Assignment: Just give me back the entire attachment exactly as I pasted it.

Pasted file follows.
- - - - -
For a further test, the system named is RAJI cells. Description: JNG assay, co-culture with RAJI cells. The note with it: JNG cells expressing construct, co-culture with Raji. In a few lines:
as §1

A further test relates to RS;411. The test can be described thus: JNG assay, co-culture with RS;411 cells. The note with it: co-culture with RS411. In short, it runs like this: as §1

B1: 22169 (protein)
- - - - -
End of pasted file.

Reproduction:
For a further test, the system named is RAJI cells. Description: JNG assay, co-culture with RAJI cells. The note with it: JNG cells expressing construct, co-culture with Raji. In a few lines:
as §1

A further test relates to RS;411. The test can be described thus: JNG assay, co-culture with RS;411 cells. The note with it: co-culture with RS411. In short, it runs like this: as §1

B1: 22169 (protein)